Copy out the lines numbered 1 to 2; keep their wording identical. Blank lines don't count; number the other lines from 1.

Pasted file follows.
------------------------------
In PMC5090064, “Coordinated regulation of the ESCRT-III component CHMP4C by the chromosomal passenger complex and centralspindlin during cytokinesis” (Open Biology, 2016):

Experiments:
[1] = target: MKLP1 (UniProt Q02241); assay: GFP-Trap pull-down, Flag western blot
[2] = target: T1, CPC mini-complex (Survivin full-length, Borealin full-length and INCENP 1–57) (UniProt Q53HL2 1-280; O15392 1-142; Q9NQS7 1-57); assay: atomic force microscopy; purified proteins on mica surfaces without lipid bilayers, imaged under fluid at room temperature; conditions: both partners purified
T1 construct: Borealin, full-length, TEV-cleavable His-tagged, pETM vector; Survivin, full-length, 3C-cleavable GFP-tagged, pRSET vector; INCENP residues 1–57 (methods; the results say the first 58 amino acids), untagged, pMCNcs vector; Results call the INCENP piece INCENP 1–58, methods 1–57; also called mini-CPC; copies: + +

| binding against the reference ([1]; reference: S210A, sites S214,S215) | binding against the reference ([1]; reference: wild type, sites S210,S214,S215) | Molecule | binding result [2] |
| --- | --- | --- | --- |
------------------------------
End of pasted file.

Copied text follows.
In PMC5090064, “Coordinated regulation of the ESCRT-III component CHMP4C by the chromosomal passenger complex and centralspindlin during cytokinesis” (Open Biology, 2016):

Experiments: